You may have seen the list that’s published for incoming students each year. It’s called The Beloit College Mind-Set List http://chronicle.com/article/The-Beloit-College-Mind-Set/123925/  A member of the administration and a faculty member began making their list in1998 to help educators understand the frame of reference that shapes the worldviews of each new class of college freshmen. At times the list is quite jolting because we who are older expect that everyone knows what we know. Understanding Generation Z will help when it comes to teaching and reading. Generation Z is known as the Internet Generation. Some call them Digital Natives. They are the first generation, born between 1994 and 2004, to grow up where the Internet has always existed.  These children are always connected. They fully understand and utilize technology. They’re accused of being lazy, unaware of important issues, and apathetic. Likely because of their early introduction to technology, few want to go outside. Most say they’d rather text, tweet or play video games. All of this inside activity is leading to problems with overweight and one fifth of Generation Z’s are considered obese.

Many predict this generation could forever change how students are taught at every level by making technology an integral part of all classroom study. No matter if you’re studying to be a teacher, you’re a grandparent, or parent, there are some important educational trends to understand.
Today it seems the entire country is connected to the Internet with few exceptions. When Generation Z students come to school, they already understand the interactive features of smart phones, iPads and the like. It is for this reason that these devices are quickly becoming part of normal classroom activities. Since Generation Z students already arrive at school wired for technology, they’re ready to hit the ground running. This is spawning an avalanche of applications (apps) to provide interactive books, textbooks, educational games, and more.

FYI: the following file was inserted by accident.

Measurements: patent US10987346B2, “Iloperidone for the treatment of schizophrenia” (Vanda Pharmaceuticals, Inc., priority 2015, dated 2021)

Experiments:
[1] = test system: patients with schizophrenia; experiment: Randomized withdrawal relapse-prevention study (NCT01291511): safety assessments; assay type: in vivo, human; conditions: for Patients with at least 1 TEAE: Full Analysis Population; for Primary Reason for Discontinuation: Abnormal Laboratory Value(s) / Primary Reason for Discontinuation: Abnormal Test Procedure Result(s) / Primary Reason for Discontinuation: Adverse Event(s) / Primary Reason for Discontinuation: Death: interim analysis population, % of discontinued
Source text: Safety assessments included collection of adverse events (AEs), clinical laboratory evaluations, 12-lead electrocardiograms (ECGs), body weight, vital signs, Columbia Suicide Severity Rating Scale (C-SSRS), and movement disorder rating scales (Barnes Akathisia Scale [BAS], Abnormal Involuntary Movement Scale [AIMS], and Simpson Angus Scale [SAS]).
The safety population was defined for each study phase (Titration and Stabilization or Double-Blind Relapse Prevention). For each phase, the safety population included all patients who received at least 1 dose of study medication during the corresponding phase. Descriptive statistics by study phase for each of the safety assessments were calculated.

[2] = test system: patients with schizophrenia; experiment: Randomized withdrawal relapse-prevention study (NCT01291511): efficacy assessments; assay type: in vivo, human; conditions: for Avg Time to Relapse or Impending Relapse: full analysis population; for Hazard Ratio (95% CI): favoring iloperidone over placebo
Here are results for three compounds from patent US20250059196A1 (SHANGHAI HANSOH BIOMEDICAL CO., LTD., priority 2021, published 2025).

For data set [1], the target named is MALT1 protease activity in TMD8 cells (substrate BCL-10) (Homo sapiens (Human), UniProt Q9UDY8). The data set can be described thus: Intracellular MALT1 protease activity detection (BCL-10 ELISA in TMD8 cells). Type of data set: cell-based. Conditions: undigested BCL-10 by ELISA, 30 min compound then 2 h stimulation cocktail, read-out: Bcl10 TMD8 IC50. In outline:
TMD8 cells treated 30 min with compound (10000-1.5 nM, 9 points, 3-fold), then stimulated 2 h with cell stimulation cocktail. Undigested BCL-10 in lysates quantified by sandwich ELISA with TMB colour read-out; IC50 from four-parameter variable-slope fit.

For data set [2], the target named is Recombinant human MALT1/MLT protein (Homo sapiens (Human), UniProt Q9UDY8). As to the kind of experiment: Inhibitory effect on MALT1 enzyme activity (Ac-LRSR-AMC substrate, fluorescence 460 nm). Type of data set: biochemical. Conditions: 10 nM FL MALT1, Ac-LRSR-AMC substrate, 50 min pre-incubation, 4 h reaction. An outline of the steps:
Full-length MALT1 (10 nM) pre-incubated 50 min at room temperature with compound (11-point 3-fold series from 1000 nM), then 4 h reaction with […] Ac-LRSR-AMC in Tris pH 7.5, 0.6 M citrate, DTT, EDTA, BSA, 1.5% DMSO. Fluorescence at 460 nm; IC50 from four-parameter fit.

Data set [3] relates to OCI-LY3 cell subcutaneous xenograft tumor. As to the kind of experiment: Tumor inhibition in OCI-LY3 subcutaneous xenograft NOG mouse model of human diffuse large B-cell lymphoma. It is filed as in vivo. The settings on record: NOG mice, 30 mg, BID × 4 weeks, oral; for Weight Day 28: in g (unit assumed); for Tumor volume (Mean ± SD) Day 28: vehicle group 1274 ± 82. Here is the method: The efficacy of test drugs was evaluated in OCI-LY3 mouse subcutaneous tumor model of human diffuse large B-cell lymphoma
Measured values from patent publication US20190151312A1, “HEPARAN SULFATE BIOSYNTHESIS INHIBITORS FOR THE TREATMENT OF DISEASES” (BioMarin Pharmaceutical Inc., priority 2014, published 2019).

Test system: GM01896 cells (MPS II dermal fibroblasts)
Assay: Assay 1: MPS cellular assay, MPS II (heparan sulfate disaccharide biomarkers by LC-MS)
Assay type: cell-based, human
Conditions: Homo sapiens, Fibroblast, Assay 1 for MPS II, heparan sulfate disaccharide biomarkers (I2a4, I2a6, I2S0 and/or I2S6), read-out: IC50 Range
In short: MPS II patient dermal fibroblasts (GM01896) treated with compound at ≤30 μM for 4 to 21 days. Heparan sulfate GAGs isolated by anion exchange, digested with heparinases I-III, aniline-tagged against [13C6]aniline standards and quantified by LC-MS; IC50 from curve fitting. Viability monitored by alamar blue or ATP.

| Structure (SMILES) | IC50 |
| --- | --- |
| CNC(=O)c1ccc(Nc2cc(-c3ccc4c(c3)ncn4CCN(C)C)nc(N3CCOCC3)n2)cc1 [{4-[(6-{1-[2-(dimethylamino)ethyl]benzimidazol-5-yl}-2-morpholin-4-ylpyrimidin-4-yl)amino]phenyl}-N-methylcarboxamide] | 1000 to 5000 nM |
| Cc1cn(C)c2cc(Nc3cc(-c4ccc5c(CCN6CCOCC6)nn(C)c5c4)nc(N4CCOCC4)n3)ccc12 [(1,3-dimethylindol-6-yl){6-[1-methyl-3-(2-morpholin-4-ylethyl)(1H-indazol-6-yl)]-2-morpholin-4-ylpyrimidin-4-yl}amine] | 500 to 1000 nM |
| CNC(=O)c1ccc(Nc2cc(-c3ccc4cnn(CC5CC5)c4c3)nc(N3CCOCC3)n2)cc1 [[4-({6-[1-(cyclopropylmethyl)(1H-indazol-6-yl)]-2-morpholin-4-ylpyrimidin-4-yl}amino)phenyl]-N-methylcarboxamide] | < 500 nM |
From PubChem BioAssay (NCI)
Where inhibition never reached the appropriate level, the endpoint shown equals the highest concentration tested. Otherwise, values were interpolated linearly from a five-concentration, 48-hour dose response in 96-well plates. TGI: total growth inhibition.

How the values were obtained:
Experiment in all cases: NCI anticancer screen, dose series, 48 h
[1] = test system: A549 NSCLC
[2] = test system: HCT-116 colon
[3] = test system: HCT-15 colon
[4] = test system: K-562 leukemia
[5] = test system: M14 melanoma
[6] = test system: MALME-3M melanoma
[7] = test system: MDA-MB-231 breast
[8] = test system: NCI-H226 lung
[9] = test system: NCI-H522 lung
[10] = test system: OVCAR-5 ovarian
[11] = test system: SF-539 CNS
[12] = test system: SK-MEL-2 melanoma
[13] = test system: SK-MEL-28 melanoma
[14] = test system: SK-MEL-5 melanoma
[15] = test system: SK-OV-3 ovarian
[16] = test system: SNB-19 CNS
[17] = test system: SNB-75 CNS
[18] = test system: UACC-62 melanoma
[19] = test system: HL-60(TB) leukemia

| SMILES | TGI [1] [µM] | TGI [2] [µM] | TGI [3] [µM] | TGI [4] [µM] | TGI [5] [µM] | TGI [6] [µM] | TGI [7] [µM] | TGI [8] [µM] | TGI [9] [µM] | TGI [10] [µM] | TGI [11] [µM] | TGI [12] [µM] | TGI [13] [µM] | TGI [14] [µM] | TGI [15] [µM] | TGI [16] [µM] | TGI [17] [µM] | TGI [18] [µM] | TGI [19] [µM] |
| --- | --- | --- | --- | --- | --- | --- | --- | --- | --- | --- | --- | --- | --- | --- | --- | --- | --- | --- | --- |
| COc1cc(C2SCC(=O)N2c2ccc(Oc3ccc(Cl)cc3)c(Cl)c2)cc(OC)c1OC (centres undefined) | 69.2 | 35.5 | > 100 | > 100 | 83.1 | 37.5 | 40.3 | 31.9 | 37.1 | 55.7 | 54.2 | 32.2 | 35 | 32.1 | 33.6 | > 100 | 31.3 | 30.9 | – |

Over the past several months, I’ve teamed up with an online organization that is developing its own app for young readers. As one of their writers, I’ve submitted nearly thirty short stories for use on digital devices. Knowonder.com is set to launch this month, providing free stories and materials for this Internet generation.

Homeschoolers are embracing the same explosion in technology which will help these students when they move on to high school or college, enabling them to be just as comfortable and proficient as other students.

More teachers are discovering the power of web-based programs and collaborative online projects. Students are also able to interact with other students across the country and around the world in real time.

Recent studies indicate the brains of Generation Z kids are structurally different from earlier
generations. It has to do with how they use their minds to respond to their surroundings. Because
of extensive web browsing and information overloading, Generation Z children have become
increasingly visual in their learning styles. So, educators have responded by focusing more on seeing
than listening. Teachers are focusing less on rote memorization and emphasize problem solving and
critical thinking. This doesn’t mean that there aren’t things that have to be memorized; it just means
this element in education is not implemented as much as in the past.

All of this early use of technology has a downside, and it shows itself most in reading. Generation Z, like Gen Y before them, has developed very short attention spans. This makes them harder to teach because they quickly become bored and are ready to move ahead to the next thing. Longer lesson of the past don’t work today. Educators are forced to develop shorter lessons to accommodate this obstacle. It’s important to note that this issue finds its way into reading as well. Authors of books for middle grade ages and below, are tasked with creating stories that move quickly, use shorter lines and paragraphs, along with lots of dialog and humor. Some publishers are experimenting with interactive fiction for kids, but these haven’t become popular yet and are extremely expensive to produce. Some fiction readers have found that all the available options take them away from the story’s flow. 

And mental health experts report that all the technology is causing an “acquired attention deficit disorder.” They tend to lose their ability to comprehend complex information, becoming impatient if it takes too long to figure something out. Most probably would never finish reading this column because they’d see it as too long.

As one Generation Z puts it, “Length is something that greatly frightens Gen Z. We don’t like taking our time to read, do or say anything. With texting becoming more popular so are abbreviations. Youths text an average of 2,900 times a month. Cyber communication is deteriorating our language and social skills.”

These trends have great implications not only on the current children of Generation Z, but also on what we can expect when they become the dominant demographic in our society. Many publishers are already working on that problem, trying to insure that there will always be a ready reading market for their books in the future.

The only question left to answer then is, what will we call the next generation after Z, now that we’ve reached the end of the alphabet?

VIDEO - Imagine